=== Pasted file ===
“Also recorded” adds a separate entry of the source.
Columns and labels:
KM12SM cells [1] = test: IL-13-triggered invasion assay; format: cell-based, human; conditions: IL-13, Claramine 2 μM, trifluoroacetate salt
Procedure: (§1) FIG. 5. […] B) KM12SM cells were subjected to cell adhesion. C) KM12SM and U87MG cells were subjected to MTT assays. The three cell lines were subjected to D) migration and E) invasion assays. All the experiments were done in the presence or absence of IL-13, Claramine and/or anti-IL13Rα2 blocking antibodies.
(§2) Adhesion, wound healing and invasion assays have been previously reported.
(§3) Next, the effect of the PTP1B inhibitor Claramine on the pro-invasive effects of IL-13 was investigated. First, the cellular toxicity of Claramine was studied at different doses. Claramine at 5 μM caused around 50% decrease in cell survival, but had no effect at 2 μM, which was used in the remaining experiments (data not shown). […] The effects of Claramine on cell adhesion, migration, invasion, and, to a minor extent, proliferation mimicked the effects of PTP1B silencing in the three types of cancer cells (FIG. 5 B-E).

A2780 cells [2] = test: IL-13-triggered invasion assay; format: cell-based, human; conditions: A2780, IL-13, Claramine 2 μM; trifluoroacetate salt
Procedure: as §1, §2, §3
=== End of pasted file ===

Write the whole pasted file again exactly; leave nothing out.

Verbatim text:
“Also recorded” adds a separate entry of the source.
Columns and labels:
KM12SM cells [1] = test: IL-13-triggered invasion assay; format: cell-based, human; conditions: IL-13, Claramine 2 μM, trifluoroacetate salt
Procedure: (§1) FIG. 5. […] B) KM12SM cells were subjected to cell adhesion. C) KM12SM and U87MG cells were subjected to MTT assays. The three cell lines were subjected to D) migration and E) invasion assays. All the experiments were done in the presence or absence of IL-13, Claramine and/or anti-IL13Rα2 blocking antibodies.
(§2) Adhesion, wound healing and invasion assays have been previously reported.
(§3) Next, the effect of the PTP1B inhibitor Claramine on the pro-invasive effects of IL-13 was investigated. First, the cellular toxicity of Claramine was studied at different doses. Claramine at 5 μM caused around 50% decrease in cell survival, but had no effect at 2 μM, which was used in the remaining experiments (data not shown). […] The effects of Claramine on cell adhesion, migration, invasion, and, to a minor extent, proliferation mimicked the effects of PTP1B silencing in the three types of cancer cells (FIG. 5 B-E).

A2780 cells [2] = test: IL-13-triggered invasion assay; format: cell-based, human; conditions: A2780, IL-13, Claramine 2 μM; trifluoroacetate salt
Procedure: as §1, §2, §3